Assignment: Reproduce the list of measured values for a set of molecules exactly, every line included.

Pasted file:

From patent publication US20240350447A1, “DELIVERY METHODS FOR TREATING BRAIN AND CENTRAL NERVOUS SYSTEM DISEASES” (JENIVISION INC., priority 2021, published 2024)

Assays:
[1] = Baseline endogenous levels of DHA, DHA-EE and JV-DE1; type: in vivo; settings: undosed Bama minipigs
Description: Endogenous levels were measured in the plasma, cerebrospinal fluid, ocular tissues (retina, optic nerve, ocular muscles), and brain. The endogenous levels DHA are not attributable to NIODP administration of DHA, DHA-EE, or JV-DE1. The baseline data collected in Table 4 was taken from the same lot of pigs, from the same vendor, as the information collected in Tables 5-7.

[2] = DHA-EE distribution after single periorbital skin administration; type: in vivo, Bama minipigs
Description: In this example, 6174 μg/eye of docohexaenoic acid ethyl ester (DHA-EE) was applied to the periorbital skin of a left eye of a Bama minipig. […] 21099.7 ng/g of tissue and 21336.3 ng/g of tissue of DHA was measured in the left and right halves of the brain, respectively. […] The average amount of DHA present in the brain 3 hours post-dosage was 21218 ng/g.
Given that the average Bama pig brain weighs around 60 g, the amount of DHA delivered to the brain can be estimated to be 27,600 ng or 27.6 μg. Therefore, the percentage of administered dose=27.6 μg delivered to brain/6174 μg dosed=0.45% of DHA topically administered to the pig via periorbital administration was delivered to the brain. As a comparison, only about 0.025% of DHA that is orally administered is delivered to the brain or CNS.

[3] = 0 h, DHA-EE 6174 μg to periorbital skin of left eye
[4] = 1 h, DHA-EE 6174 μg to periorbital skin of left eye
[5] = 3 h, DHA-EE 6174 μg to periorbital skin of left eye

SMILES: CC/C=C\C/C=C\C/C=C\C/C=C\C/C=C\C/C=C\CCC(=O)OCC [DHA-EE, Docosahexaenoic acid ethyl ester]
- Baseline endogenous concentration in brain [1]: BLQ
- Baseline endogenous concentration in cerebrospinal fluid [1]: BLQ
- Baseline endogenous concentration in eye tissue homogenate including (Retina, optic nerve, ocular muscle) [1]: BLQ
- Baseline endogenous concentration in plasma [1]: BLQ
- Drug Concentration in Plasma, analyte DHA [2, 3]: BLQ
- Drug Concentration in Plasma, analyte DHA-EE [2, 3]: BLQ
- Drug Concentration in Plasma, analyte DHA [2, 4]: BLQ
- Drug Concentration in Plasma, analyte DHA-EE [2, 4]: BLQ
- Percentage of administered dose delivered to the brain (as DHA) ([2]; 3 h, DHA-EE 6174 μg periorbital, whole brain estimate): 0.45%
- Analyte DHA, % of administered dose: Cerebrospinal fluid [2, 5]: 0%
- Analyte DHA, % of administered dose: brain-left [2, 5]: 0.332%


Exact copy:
From patent publication US20240350447A1, “DELIVERY METHODS FOR TREATING BRAIN AND CENTRAL NERVOUS SYSTEM DISEASES” (JENIVISION INC., priority 2021, published 2024)

Assays:
[1] = Baseline endogenous levels of DHA, DHA-EE and JV-DE1; type: in vivo; settings: undosed Bama minipigs
Description: Endogenous levels were measured in the plasma, cerebrospinal fluid, ocular tissues (retina, optic nerve, ocular muscles), and brain. The endogenous levels DHA are not attributable to NIODP administration of DHA, DHA-EE, or JV-DE1. The baseline data collected in Table 4 was taken from the same lot of pigs, from the same vendor, as the information collected in Tables 5-7.

[2] = DHA-EE distribution after single periorbital skin administration; type: in vivo, Bama minipigs
Description: In this example, 6174 μg/eye of docohexaenoic acid ethyl ester (DHA-EE) was applied to the periorbital skin of a left eye of a Bama minipig. […] 21099.7 ng/g of tissue and 21336.3 ng/g of tissue of DHA was measured in the left and right halves of the brain, respectively. […] The average amount of DHA present in the brain 3 hours post-dosage was 21218 ng/g.
Given that the average Bama pig brain weighs around 60 g, the amount of DHA delivered to the brain can be estimated to be 27,600 ng or 27.6 μg. Therefore, the percentage of administered dose=27.6 μg delivered to brain/6174 μg dosed=0.45% of DHA topically administered to the pig via periorbital administration was delivered to the brain. As a comparison, only about 0.025% of DHA that is orally administered is delivered to the brain or CNS.

[3] = 0 h, DHA-EE 6174 μg to periorbital skin of left eye
[4] = 1 h, DHA-EE 6174 μg to periorbital skin of left eye
[5] = 3 h, DHA-EE 6174 μg to periorbital skin of left eye

SMILES: CC/C=C\C/C=C\C/C=C\C/C=C\C/C=C\C/C=C\CCC(=O)OCC [DHA-EE, Docosahexaenoic acid ethyl ester]
- Baseline endogenous concentration in brain [1]: BLQ
- Baseline endogenous concentration in cerebrospinal fluid [1]: BLQ
- Baseline endogenous concentration in eye tissue homogenate including (Retina, optic nerve, ocular muscle) [1]: BLQ
- Baseline endogenous concentration in plasma [1]: BLQ
- Drug Concentration in Plasma, analyte DHA [2, 3]: BLQ
- Drug Concentration in Plasma, analyte DHA-EE [2, 3]: BLQ
- Drug Concentration in Plasma, analyte DHA [2, 4]: BLQ
- Drug Concentration in Plasma, analyte DHA-EE [2, 4]: BLQ
- Percentage of administered dose delivered to the brain (as DHA) ([2]; 3 h, DHA-EE 6174 μg periorbital, whole brain estimate): 0.45%
- Analyte DHA, % of administered dose: Cerebrospinal fluid [2, 5]: 0%
- Analyte DHA, % of administered dose: brain-left [2, 5]: 0.332%